Opera on Tuesday launched a free and unlimited VPN for Android which also includes an ad-tracker blocking function, and a Wi-Fi security test. Opera provided Gadgets 360 with a copy of the VPN application a little before the launch and we got to try it out for a little while as well. Here's how it worked.
There are many reasons to get a VPN running on your phone and your computer, as it can be useful to access sites that are being blocked, and it is also useful for accessing websites without being tracked. However, most VPN services are either paid (and can work out to be fairly expensive) or might not seem entirely trustworthy.
Opera's VPN seems to be a solution to both these issues, as the VPN is completely free, and the company is well-known and not some fly-by-night operation. "The Opera VPN app for Android sets itself apart from other VPNs by offering a completely free service - without a data limit, no log-in required, advanced Wi-Fi protection features and no need for a subscription," says Chris Houston, President of Surfeasy, Opera's VPN division.
The Android version of the app follows the iOS version that was launched earlier this year, and has many of the same features. When you launch the app, you have a single button to enable the VPN, and then you can choose from one of five locations - Canada, Germany, the Netherlands, Singapore, and USA. The ad-supported app is very simple to use, and makes it easy for just about anyone to start using a VPN.
"We've incorporated a Viking in the app, because Vikings didn't care about borders, and they certainly wouldn't be afraid of public Wi-Fi. The Opera VPN app can unlock online borders and is the closest thing to a Viking shield that today's mobile users have for virtual self-protection," says Chris Houston.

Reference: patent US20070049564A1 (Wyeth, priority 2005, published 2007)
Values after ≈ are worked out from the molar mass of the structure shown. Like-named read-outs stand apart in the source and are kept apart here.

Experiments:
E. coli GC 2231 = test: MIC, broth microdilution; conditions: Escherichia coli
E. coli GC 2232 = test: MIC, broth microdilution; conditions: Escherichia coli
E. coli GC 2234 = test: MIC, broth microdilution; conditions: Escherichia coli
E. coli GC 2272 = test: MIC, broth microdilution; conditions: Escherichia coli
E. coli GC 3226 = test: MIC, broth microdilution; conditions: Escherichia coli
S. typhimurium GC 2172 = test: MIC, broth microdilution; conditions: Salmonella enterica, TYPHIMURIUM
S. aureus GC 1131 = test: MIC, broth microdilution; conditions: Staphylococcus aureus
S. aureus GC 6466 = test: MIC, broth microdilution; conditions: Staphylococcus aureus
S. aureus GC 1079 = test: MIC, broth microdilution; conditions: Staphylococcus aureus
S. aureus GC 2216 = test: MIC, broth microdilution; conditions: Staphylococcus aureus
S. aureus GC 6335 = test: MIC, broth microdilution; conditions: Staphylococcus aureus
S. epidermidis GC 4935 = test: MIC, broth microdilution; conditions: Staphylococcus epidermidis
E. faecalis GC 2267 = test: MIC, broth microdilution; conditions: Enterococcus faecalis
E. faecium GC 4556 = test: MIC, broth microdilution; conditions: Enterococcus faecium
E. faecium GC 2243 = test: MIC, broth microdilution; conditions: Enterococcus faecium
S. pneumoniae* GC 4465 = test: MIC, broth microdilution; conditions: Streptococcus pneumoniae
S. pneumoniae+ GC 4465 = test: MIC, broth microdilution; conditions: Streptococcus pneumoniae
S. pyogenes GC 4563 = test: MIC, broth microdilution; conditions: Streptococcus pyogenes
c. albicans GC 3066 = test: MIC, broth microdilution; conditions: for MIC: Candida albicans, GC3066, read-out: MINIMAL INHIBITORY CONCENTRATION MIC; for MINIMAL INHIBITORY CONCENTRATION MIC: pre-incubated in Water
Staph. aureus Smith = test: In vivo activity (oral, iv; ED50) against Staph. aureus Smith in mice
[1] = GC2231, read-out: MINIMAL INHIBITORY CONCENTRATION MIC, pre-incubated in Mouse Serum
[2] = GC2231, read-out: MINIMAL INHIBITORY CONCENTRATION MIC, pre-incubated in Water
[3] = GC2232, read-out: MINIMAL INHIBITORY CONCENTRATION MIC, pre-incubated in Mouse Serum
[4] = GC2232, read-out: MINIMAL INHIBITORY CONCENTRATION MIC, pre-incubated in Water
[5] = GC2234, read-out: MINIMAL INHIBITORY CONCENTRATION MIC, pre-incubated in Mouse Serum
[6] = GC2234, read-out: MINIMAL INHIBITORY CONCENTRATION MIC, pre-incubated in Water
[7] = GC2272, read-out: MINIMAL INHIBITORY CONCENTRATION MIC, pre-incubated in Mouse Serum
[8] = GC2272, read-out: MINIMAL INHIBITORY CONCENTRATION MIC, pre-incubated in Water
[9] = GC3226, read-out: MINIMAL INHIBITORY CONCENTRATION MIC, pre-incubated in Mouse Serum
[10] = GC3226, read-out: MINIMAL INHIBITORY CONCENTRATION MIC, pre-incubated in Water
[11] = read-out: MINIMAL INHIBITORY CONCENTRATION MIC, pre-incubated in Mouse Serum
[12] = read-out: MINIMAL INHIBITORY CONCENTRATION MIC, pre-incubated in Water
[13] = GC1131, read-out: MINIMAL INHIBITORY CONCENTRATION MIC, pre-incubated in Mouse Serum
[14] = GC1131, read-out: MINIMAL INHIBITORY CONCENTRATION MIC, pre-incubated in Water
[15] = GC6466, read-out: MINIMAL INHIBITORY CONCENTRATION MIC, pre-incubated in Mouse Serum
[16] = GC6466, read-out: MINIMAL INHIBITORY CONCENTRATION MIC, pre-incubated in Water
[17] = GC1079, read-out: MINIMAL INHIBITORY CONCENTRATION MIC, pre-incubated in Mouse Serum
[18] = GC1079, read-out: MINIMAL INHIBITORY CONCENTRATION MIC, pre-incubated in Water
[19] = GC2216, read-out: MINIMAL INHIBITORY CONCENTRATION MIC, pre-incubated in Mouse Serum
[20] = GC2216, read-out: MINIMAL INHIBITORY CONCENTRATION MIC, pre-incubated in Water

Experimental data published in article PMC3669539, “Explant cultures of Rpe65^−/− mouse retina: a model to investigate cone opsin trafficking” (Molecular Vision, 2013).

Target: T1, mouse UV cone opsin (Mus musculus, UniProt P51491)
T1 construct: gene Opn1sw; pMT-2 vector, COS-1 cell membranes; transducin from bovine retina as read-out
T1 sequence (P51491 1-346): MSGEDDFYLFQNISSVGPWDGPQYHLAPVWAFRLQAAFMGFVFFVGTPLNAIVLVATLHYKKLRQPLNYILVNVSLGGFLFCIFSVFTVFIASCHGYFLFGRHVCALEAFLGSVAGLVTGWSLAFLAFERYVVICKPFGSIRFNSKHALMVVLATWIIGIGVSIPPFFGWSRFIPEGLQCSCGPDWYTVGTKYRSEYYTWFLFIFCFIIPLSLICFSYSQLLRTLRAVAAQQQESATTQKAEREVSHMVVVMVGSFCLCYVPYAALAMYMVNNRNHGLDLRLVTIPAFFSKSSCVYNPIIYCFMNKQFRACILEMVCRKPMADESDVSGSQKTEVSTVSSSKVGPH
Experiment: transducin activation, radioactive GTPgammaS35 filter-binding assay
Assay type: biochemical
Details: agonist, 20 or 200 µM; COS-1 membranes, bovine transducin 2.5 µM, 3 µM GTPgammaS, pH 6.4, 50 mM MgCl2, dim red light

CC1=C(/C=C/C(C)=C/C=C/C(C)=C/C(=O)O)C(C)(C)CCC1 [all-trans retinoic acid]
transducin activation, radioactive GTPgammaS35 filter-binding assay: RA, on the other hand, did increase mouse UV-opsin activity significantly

The Viking actually goes a long way in making the app feel accessible. His outfit changes to match the flag of the country you've chosen as your region, for example, and small visual elements like these make it clear what the app is doing for you. Changing regions was quick and easy, and worked to access sites that are blocked otherwise.
By changing the region to the US, and then launching the Netflix app, we were also able to see the US catalogue, although the player detected that there was a VPN on and so would not stream. Some other region-specific content however loaded properly when using the VPN, though speeds were far from ideal.
One problem we did experience was that the speed of the connection dropped when the region was set to the US. Without the VPN, our speed was 24Mbps, according to fast.com. When the region was set to Singapore (the closest region), it dropped to 4.4Mbps. And for the US, the number actually dropped to 62Kbps.
Apart from this though, the app itself worked well, and the Wi-Fi test feature is particularly useful if you're the type of person who is often connected to the network in an airport or cafe. It can analyse the weaknesses in a connection, and protect the connection as well, which is a nice feature. The final feature is the Guardian - it blocks ad trackers (the VPN is automatically enabled for this) which protects your privacy, though it doesn't outright block ads. You can also see the stats of all ad trackers blocked, for today, or for the total amount of time you've been using the app.
All in all, the feature set that comes with Opera's VPN is pretty useful, dead simple, and best of all, free. We'd suggest giving it a try once it is available in your region, which should be happening shortly.